Reborn closes each year right before Christmas and reopens by April 1. Once the shop opens for the season, Burgess is there Thursday, Friday and Saturday, 10 a.m. to 4 p.m.
“I love getting here each morning and seeing what the day brings,” she says.
After six years in the business, Burgess says she has a lot of regular, repeat customers.
“But every week I have new people come in,” she says. “We’ve developed a nice following through our Facebook page. Being on a major state highway helps. Sometimes people who travel a distance do a lot of research, and sometimes people just stumble onto us.”
Reborn is a member of the Iowa Antique Network, an online resource that provides information on antique shops across Iowa. Summer brings an uptick in business, but Burgess says being open three days a week means those three days are almost always busy.
Burgess is a big believer in shopping locally.
“There aren’t a lot of small antique shops like Reborn open anymore,” she says. “We have unique, one-of-a-kind items, and we enjoy sharing those with customers.”
Messages can be sent to Reborn through the shop’s Facebook page, but Burgess prefers people call the number listed. That’s her cell phone, which allows her to talk directly with potential customers about pieces that interest them. She’s also happy to make appointments, if the regular store hours don’t work for someone.
Give her a call at 641-757-0631. If she doesn’t answer, try again later. She’s probably busy picking another treasure for her store. 

ORIENTATION SESSION WILL BE APRIL 29 FOR NEW LPA MEMBERS

Posted 4/5/2022
The third Lake Panorama 101 session will be Friday, April 29, 5-6 p.m., in the dining room at the Lake Panorama National Conference Center. Refreshments will be available, and drinks may be brought in from the Links bar.
The idea for Lake Panorama 101 came from a group of volunteers who believed there should be an organized, face-to-face opportunity to welcome new property owners to Lake Panorama. The first two sessions were held in spring and fall of 2021, with more than 30 people in attendance at each.
Topics covered during the presentation portion are the Lake Panorama Association, Lake Panorama National, amenities available to LPA members, and resources for learning more and getting involved. There will be time for questions.
A flyer describing this project, along with the date and time for this upcoming program, is included in the packets new property owners receive from the LPA office. Yet the Lake Panorama 101 sessions aren’t limited to those who see the flyer in their new member packet or who are new property owners. Any LPA member is welcome to attend.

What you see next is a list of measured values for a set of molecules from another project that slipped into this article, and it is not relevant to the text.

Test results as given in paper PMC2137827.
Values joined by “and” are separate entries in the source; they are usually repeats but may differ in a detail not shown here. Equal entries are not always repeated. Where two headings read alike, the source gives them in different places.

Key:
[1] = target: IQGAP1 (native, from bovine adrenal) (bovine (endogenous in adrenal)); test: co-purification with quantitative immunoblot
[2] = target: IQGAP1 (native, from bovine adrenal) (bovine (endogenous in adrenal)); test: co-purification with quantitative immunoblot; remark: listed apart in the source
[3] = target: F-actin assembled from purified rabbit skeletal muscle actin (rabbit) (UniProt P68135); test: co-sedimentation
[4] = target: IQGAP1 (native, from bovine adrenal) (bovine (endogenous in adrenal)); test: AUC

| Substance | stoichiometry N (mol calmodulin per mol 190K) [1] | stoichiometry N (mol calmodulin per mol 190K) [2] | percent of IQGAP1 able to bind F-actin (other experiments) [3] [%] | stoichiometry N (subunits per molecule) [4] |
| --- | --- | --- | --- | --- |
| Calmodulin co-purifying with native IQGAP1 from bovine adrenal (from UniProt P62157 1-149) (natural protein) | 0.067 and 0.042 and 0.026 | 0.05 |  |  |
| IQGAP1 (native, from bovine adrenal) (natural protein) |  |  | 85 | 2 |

The book “Lake Panorama – The First 50 Years” will be available for purchase at a reduced price of $25. The full-color, hardcover book includes both historic and contemporary photos. Book chapters describe six decades of planning and development. There are special topic chapters on Lake Panorama’s two golf courses, infrastructure and water quality efforts.
Those planning to attend the April 29 session are asked to RSVP by calling the LPN front desk during daytime business hours at 641-755-2080.

Q&A:
LPA BUILDING CODES, WETLANDS AND MORE
 
LPA Project Manager Lane Rumelhart gives updates on key projects.

Lanerumelhart
Posted 4/5/2022
By Susan Thompson 
Lake Panorama Times 

Lane Rumelhart is in his third year as project manager for the Lake Panorama Association. He graduated from Central College in Pella in May 2019 with a bachelor’s degree in environmental science and minors in biology and business management.
As LPA project manager, Rumelhart is responsible for managing the LPA building codes. He also manages some projects financed by the Lake Panorama Rural Improvement Zone (RIZ) and assists with LPA communications, the annual deer hunt program, and campground and beach management. In this month’s Q&A, Rumelhart highlights the LPA building codes, plus talks about some ongoing and upcoming projects.

Q. What projects require a building permit or land disturbing permit? 
A. LPA requires permits for new homes, additions, detached and attached garages, storage sheds, gazebos, sun shelters, fences, pools, decks, three-season rooms and permanent docks. LPA also requires a land disturbing permit for any landscaping, new driveways, culverts, clearing, firepits/fireplaces, or any other project that will disturb dirt within 100 feet of the water or over 1,000 square feet of area. Members do not need permits to re-side or re-shingle a home, or to do inside renovations.
If a project does need a permit, the process is a bit different for each project and depends on both the nature of the project and the permit applicant’s level of preparedness. The first step should always be to contact me. I will get members and contractors all the necessary information on what I need to be able to approve a permit.